iHipHop.com: So during that lay off, were you still making music?
G. Dep: Yeah, basically… I had some personal business that I was ironing out, because I was going through my little thing, but I was still always making music even if you didn’t see me, I was always behind the scenes.
iHipHop.com: Do you think it will be hard to re-introduce yourself to Hip-Hop fans since you’ve been out of the public eye for a while now?
G. Dep: I don’t know how hard it is to get back to form, but it’s all about maintaining consistency. That’s the only part that can be an uphill battle at times
iHipHop.com: During that hiatus period, did you think your opportunity of making music on a high level again might be over?
G. Dep: Well I really had to thank the streets for always hollering at me, and wanting me to keep it moving. I was always going to make music regardless; you know what I mean?
iHipHop.com: What exactly did happen with your situation at Bad Boy?
G. Dep: Really, I can’t even call it man… It was one of those things where it just could’ve been a conflict of interest. It was one of those things where I was doing whatever I wanted to do, and we [Diddy] just fell off the same page with each other.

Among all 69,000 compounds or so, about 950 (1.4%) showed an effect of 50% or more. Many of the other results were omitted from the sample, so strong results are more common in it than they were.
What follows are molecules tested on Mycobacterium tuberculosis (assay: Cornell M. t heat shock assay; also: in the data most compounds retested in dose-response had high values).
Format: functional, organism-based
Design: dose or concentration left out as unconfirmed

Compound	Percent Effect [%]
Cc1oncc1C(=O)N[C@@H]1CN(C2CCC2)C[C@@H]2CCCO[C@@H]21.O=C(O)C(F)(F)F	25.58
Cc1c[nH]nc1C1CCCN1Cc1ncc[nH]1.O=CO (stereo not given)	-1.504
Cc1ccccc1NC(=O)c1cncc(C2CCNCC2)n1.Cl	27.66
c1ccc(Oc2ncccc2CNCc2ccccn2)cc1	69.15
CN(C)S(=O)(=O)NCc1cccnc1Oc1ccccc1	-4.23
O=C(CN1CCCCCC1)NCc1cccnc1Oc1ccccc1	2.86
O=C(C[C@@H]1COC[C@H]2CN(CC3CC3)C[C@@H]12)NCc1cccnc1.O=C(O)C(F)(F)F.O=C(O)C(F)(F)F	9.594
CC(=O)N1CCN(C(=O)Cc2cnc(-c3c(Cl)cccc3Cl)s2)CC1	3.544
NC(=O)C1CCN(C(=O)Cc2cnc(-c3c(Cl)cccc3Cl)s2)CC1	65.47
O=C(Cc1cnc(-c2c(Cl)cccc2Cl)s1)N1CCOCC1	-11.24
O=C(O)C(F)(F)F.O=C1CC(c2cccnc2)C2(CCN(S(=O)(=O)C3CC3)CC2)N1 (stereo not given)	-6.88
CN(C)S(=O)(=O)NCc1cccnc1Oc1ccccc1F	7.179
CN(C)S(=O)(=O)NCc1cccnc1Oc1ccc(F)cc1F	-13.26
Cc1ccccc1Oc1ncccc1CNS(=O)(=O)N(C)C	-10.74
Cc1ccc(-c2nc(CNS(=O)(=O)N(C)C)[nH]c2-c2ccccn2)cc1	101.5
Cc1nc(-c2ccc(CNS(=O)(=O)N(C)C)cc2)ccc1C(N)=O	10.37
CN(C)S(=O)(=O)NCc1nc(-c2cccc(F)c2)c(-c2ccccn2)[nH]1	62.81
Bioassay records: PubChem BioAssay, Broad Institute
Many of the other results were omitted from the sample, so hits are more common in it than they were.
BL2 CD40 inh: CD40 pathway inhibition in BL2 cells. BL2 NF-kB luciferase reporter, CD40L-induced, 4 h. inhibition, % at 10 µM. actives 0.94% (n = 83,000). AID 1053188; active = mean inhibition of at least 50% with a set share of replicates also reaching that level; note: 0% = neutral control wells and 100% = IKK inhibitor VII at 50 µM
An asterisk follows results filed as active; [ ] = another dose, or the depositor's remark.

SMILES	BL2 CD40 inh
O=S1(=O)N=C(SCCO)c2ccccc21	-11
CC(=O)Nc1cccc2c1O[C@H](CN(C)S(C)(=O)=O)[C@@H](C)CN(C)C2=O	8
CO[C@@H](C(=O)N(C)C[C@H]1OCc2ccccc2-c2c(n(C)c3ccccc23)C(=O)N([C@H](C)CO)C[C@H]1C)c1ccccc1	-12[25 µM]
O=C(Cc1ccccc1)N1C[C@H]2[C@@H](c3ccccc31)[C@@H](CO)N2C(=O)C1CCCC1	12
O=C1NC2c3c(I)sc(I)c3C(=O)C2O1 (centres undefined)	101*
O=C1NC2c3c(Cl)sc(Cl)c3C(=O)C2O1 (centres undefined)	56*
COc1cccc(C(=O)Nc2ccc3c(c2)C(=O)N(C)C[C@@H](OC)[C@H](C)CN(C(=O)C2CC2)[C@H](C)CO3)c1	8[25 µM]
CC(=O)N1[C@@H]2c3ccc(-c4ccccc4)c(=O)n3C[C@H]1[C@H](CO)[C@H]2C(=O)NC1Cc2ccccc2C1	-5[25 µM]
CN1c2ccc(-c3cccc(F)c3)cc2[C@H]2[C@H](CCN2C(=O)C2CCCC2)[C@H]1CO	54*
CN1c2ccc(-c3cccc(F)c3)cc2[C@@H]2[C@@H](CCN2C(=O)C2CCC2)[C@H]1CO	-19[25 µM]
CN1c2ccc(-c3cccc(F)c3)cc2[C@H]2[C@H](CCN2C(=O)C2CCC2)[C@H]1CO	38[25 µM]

iHipHop.com: So if you could go back to that time, what would you have done differently career-wise?
G. Dep: I know now that you have to stay busy… You can’t relax and be like, “Yeah I made it!” “It’s a wrap, we did it!” There is never enough work, and there is always something to do. I realize that now, because before when I was just laying up chilling, cooling, and partying; I could’ve been networking, shooting a video, or putting out a mixtape.
There isn’t any time to be idle when you’re doing this thing, especially if you’re trying to be the best you can be. You have to be willing to grow, and give everything…
iHipHop.com: Have you ever gotten discourage during your road back?
G. Dep: Yeah, you may sometimes have doubts and get discouraged. You might think like, “Damn, it’s a wrap, what do I really have to do?” Sometimes you might think you come to that point where you’re going to have to kick rocks for a while…
iHipHop.com: Did you ever think about getting out of Hip-Hop all together, and just doing something else?
G. Dep: Even when I felt like it was a wrap; I was still writing rhymes. That’s the kind of stuff that kept me going.
iHipHop.com: Do you think it will be hard to get your voice heard with all the younger talent basically taking over?
G. Dep: For sure, I ain’t no spring chicken… But you have to be ready to run with these young boys out here by putting all of your effort into it, and hopefully you break through enough that cats will still know that you’re still breathing.
got love biggie man, best of all time, fuck yall sucking tupacs nuts this nigga was the hottest